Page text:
My right-to-know requests following the unprominent placement of the ‘Nothing Fails Like Prayer’ banner I hung have been answered.
Last month, I, with the help of the Freedom From Religion Foundation, paid for hanging of a banner reading ‘Nothing Fails Like Prayer’ on Public Square in Wilkes-Barre. The banner was a response to a National Day of Prayer event dubbed Circle the Square With Prayer. City officials displayed the banner in an unprominent location when compared with a banner commemorating the National Day of Prayer; my banner was displayed on the reverse side of a scaffolding structure while the National Day of Prayer banner and a banner reading ‘May is Mental Health Month’ were prominently displayed.
Following the unprominent display of the ‘Nothing Fails Like Prayer’ banner, I spoke with City Administrator Marie McCormick and recorded the discussion. McCormick, responding to a question about why my banner was unprominently displayed, said, “There was an event on the [Public] Square and they paid for the whole [Public] Square and their banner got on the front.” McCormick’s explaination did not make sense for several reasons – namely because the ‘May is Mental Health Month’ banner was displayed with the National Day of Prayer banner…and if my banner would be unprominently placed the ‘May is Mental Health Banner’ would similarly be unprominently placed if it were the case that Public Square rental gives exclusive domain over the front side of the scaffolding structure.
A right-to-know request — inquiring about the National Day of Prayer banner and the Mental Health Month banner — I filed was recently fulfilled. As I suspected, different groups paid for display of the National Day of Prayer and Mental Health Month banners. Additionally, there were separate charges for banner display and Public Square rental. McCormick’s reasoning, then, is vacuous in light of these revelations. It overwhelmingly appears to be the case that because city officials or someone else making decisions intentionally gave religious viewpoints prominence over a non-religious message.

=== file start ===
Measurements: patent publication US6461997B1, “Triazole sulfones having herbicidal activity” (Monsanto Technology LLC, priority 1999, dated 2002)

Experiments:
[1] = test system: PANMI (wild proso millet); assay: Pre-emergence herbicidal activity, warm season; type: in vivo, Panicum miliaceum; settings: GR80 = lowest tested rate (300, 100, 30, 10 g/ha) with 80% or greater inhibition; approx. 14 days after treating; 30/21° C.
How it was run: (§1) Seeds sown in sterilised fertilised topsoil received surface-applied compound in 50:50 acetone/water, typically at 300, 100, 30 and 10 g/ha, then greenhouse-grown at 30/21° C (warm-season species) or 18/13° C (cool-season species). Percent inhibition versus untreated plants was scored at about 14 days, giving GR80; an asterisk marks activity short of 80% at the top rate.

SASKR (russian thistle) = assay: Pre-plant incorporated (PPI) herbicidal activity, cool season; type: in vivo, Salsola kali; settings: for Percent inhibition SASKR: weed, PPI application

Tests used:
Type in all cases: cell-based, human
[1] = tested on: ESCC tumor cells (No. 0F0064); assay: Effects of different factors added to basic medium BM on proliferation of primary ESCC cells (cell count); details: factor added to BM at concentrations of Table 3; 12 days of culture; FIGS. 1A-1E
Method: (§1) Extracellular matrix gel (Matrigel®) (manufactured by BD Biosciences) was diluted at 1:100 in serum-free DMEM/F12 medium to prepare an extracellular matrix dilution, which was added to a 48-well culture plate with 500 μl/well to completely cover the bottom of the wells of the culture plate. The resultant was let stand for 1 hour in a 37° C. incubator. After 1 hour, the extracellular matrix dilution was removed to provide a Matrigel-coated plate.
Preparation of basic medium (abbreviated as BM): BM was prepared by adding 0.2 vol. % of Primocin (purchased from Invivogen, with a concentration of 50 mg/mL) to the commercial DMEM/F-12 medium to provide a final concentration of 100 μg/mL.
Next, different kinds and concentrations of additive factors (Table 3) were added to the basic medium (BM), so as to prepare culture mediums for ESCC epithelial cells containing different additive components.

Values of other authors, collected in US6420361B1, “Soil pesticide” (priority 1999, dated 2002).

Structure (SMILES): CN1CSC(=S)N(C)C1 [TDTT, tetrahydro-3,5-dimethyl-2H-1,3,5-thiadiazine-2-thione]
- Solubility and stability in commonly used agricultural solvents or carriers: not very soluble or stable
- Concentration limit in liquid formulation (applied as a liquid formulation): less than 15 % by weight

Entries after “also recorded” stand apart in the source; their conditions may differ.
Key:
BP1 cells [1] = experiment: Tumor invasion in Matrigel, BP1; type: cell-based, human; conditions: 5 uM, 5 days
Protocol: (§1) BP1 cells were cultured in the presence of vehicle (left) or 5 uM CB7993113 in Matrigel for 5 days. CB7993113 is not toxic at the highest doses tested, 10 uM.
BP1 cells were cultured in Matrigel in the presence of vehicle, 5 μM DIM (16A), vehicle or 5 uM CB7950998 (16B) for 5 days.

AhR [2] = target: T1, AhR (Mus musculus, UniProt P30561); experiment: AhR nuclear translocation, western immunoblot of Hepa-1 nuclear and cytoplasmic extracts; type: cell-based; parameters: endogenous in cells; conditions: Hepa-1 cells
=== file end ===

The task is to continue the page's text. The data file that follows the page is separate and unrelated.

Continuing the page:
Sadly, government neutrality on matters of religion is not always the case in Wilkes-Barre. In addition to the unprominent placement of the ‘Nothing Fails Like Prayer’ banner, city council opens its meetings with government-led Judeo-Christian prayers and refuses to allow alternative messages and/or speakers from the public to provide invocations immediately following the Pledge of Allegiance (see more about the matter here including my recent secular invocation I was only able to provide during a public comment section).
Wilkes-Barre City Hall also closed “in observance of Good Friday.”
Wilkes-Barre Mayor Thomas Leighton, commenting on the ‘Nothing Fails Like Prayer’ banner which was also hung in 2013, said, “We live in a free country. Unfortunately, everybody has the rights to say whatever what they want to say.” Leighton also said, regarding the banner, “sometimes our hands are tied” and “this is one of those cases.”
I will continue to pursue church/state separation issues and atheist activism in Northeastern Pennsylvania. While the climate is not very welcome, I will continue to take a stand. Hopefully — even though Wilkes-Barre officials will likely continue its government-led Judeo-Christian prayers at council meetings — Wilkes-Barre officials will improve.
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